Tragic Handgun Accident in Ward 2
As you can read here, a Second Ward two-year-old named Neejnco Xiong was accidentally shot to death yesterday by his four-year-old brother.
I cannot begin to express how tragic this is and how devasting it must be the child's family. My thoughts and prayers go out to them all.
Let's commit ourselves to make sure this kind of tragedy is not repeated again.
It seems that this child's father brought a handgun into his home for "personal protection." It sounds like the gun was stored loaded and unlocked, which Minneapolis Police were right to point out is against state law.
There is a vigil for Neenjco this Saturday, December 8th, at 3:00 pm on the 1900 block of South 7th Street.
There is some question as to whether the gun owner was told in his gun safety training that he could store the weapon in this loaded and unlocked state. Protect Minnesota is calling for an investigation by Public Safety Commissioner Ramona Dohman into whether the gun safety training was conducted properly. They have a letter online that concerned people can sign to join this call.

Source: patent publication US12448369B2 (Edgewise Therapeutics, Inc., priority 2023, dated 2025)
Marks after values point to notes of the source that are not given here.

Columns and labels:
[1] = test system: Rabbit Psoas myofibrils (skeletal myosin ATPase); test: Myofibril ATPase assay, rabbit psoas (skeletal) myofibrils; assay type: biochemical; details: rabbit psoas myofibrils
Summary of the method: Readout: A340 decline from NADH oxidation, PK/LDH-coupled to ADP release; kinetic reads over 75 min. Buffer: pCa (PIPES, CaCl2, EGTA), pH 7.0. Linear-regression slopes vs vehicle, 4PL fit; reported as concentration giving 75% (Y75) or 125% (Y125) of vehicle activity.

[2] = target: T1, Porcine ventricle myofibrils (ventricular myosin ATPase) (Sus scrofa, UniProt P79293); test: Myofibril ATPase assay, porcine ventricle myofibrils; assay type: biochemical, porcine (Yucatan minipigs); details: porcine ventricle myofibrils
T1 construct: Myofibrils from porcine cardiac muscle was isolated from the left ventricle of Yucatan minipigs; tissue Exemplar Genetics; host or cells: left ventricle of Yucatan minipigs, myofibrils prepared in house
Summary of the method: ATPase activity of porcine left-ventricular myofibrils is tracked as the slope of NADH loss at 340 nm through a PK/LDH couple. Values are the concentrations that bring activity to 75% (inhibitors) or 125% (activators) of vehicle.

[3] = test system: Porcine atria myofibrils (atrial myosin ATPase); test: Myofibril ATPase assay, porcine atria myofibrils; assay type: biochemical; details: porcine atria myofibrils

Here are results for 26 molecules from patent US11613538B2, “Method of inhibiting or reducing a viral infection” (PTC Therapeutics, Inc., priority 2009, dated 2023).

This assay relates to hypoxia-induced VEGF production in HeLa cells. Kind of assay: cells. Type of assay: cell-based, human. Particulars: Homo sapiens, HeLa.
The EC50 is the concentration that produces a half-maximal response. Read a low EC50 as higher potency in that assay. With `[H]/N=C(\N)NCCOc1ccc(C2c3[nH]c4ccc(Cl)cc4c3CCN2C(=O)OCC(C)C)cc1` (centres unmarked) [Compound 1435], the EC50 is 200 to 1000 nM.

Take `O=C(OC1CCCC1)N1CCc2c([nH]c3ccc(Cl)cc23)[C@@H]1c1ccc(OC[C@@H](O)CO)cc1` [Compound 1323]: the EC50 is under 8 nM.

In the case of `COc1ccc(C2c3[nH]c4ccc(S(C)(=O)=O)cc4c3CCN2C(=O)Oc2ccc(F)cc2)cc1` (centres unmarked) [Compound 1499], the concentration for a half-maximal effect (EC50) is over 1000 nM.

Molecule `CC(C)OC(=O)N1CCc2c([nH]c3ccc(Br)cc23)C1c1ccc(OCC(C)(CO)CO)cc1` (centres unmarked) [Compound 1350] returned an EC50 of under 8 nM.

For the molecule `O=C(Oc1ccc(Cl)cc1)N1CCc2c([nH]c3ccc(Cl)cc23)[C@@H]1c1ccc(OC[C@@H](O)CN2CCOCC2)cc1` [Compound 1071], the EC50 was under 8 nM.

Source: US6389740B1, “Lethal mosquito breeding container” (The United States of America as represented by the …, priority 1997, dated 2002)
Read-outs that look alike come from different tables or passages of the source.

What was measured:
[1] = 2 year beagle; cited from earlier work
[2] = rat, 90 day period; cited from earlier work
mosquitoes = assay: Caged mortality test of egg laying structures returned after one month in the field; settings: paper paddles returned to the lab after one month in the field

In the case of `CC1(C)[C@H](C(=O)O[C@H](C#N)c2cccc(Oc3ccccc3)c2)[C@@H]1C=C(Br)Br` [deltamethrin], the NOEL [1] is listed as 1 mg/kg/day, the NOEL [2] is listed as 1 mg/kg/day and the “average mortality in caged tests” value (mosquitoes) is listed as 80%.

I am convinced by the evidence I have seen from, among other sources, the Harvard School of Public Health, that handguns are simply not safe to have in our society. More handguns mean more deaths of children - whether accidental, suicide or homicide. Handguns are rarely used by law-abiding for self-defense. Having a handgun in one's house increases the chances of suicide, homicide, accidental death, and does not meaningfully increase one's safety from outside threats. A handgun does not increase your safety, it puts you and your family at risk.
If you have a handgun in your home, please consider getting rid of it - especially if there are children in the home. The police are available to take and properly dispose of handguns. To turn on in please call 311. If you decide to keep it, please follow the law and store it unloaded (no rounds in the chamber or the magazine, and bullets stored separately from the weapon) and locked.
One child's tragic handgun-related death is too many. Unfortunately, in Minneapolis and around the country, these deaths - whether accidental, self-inflicted or homicide - are all too common. We have to change this.